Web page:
What makes a good musical theme? In this episode of Digital Media Insider, we ask Emmy Award-winning composer BJ Leiderman, the melodic mastermind behind NPR's Morning Edition, and
PRI's American Public Media's Marketplace. We'll also digitally deconstruct an original theme song to see how it works. (DMI 02-23-2007: 14 minutes 0 seconds)
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As usual, I recorded my voiceover with the Rode Podcaster USB mic into BIAS Peak as a 16-bit, 44.1kHz, mono AIFF file. Next, I used Peak's editing tools to delete the false starts and mouth noises.
I recorded the BJ Leiderman interview through a JK Audio QuickTap telephone interface into a Korg PXR4 digital recorder. I then converted the PXR4's MP2 file to an AIFF in iTunes so I could edit it in Peak. There, I snipped out false starts and background noises and adjusted the balance between our voices. I spent quite a bit of time trying to remove the horrendous telephone noise, settling on a combination of BIAS SoundSoap Pro and Izotope Ozone.
Leiderman's music examples started as MP3s; I imported them into Peak, tightened them up with cuts and fades, and then normalized their levels. Because I wrote the Distributing the Future theme, I had access to the original multitrack arrangement (see screenshot), so I rendered AIFFs from the individual tracks.
In this closeup of the Distributing the Future theme in Ableton Live, note how the volume envelopes "duck" certain sounds so others can be heard. The melody (bottom track) is played via MIDI on a sine wave sound. The blue dashes represent note duration and pitch. (Click to enlarge.)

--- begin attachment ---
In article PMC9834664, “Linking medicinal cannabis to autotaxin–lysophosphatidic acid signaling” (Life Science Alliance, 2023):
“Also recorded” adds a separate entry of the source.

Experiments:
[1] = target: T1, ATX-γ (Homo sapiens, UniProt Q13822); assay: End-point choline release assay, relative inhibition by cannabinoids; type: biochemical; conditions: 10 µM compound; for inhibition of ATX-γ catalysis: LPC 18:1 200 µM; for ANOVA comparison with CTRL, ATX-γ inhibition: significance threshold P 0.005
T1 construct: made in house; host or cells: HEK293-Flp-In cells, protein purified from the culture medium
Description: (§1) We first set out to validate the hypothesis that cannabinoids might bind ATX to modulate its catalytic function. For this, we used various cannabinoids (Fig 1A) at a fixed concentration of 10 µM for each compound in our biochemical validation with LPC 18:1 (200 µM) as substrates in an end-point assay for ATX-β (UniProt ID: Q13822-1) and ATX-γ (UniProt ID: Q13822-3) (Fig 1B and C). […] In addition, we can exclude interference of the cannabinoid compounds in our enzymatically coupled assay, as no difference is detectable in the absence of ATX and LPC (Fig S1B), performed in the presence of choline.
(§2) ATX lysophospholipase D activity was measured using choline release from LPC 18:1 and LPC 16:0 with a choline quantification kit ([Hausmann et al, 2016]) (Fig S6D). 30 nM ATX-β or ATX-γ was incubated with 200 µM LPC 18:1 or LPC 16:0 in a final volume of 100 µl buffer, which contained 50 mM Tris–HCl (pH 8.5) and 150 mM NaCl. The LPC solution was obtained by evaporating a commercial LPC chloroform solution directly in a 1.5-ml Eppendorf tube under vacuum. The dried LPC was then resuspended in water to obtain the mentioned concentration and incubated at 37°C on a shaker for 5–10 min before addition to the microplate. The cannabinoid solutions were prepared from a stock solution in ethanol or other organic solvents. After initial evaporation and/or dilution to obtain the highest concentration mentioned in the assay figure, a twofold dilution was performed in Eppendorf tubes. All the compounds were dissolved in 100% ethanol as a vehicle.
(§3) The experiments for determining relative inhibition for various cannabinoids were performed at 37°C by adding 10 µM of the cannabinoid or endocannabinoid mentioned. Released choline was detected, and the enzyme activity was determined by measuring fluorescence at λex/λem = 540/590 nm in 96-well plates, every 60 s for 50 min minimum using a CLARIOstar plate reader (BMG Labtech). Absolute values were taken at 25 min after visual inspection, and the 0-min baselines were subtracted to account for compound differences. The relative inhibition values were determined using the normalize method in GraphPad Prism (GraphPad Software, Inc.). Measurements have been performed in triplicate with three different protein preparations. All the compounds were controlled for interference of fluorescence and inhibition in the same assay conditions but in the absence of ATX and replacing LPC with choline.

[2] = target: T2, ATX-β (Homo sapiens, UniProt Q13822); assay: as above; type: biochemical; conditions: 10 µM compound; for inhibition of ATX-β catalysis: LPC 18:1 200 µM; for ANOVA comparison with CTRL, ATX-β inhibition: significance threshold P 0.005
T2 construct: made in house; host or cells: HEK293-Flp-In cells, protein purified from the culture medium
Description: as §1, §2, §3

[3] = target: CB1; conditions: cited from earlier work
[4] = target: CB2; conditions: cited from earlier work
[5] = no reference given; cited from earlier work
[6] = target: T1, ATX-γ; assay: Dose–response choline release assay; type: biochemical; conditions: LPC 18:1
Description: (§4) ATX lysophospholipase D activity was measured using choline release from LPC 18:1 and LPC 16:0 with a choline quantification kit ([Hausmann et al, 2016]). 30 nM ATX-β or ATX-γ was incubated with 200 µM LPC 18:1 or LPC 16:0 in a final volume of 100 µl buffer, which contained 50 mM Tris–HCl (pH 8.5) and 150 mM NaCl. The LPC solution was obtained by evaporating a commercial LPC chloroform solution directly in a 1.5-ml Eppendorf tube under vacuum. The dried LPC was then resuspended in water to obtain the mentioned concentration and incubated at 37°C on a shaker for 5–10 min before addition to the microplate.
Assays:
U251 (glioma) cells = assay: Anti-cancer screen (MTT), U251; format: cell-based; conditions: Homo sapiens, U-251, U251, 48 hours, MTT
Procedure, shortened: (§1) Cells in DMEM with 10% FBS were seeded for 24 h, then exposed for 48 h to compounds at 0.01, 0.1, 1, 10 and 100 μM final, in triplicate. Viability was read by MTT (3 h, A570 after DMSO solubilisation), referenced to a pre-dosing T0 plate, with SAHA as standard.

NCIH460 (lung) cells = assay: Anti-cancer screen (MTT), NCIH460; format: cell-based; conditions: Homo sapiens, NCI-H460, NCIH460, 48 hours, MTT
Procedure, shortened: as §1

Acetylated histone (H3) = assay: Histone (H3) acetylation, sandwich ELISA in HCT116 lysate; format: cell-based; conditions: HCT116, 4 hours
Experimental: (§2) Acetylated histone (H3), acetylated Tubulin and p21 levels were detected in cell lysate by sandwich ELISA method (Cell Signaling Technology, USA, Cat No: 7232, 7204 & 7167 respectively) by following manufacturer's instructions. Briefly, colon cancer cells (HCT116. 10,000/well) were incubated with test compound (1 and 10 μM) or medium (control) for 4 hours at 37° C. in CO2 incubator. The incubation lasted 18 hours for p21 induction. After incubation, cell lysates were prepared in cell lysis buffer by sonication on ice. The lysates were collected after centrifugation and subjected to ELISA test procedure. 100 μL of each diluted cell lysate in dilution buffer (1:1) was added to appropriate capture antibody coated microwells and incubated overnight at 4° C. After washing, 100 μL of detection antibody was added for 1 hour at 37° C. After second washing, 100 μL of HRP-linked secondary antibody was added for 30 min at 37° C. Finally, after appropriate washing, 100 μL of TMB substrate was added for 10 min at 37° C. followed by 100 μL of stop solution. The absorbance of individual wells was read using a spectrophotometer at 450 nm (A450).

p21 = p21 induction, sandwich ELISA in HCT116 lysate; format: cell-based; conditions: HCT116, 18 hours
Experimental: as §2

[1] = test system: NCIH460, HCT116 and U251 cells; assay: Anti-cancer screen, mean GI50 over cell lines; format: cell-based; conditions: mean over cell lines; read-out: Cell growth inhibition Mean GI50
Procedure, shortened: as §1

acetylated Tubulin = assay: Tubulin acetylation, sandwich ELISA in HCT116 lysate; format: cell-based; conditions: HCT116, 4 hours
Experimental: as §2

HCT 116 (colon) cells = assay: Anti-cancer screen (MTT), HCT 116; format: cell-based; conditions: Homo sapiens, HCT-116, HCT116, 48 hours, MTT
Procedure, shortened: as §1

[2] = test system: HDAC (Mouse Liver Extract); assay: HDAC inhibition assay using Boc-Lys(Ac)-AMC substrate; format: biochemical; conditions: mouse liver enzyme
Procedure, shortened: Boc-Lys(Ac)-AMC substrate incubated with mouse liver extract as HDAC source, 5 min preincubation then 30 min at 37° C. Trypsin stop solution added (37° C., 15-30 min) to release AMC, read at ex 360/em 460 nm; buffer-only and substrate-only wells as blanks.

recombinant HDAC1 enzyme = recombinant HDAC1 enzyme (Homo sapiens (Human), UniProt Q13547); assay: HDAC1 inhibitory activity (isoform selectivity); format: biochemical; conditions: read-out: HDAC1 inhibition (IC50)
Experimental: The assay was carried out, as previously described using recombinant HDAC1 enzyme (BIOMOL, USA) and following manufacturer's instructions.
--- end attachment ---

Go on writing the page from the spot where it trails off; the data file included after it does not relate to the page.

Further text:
Next I imported everything into Ableton Live, where I arranged the music examples around my voiceover and theme music. I compressed and enhanced the voiceover with Ozone. Finally, I rendered the mix to an AIFF file, converted it to an MP3 in Peak, and then used iTunes to clean up the ID3 tags and add artwork.
I produced the Digital Media Insider theme music in Live as well. The opening sound effect is a compressed mouth noise spliced onto a tone cluster I generated in Native Instruments Reaktor. The main groove is from Steinberg Xphraze. (Jim Aikin turned me on to both virtual instruments in his article "My Five Favorite Soft Synths.") The piano is from the Garritan Personal Orchestra, which I discovered when we interviewed Gary Garritan. Then there are a few percussion samples dredged from my hard drive. Altogether, the theme took just six tracks. Effects processing was courtesy of Live's default plugins and Freeverb.
BJ Leiderman composes a new peace.
BJ Leiderman: Rocking the Bottom of the Dial
Emmy Award-winning composer BJ Leiderman shares his insights on NPR, podcasting, and making music with technology. Includes two previously unreleased demo songs—with commentary.
Some of the resources and people mentioned in the podcast:
David Battino is the audio editor for O’Reilly’s Digital Media site, the co-author of The Art of Digital Music, and on the steering committee for the Interactive Audio Special Interest Group (IASIG). He also writes, publishes, and performs Japanese kamishibai storycards.
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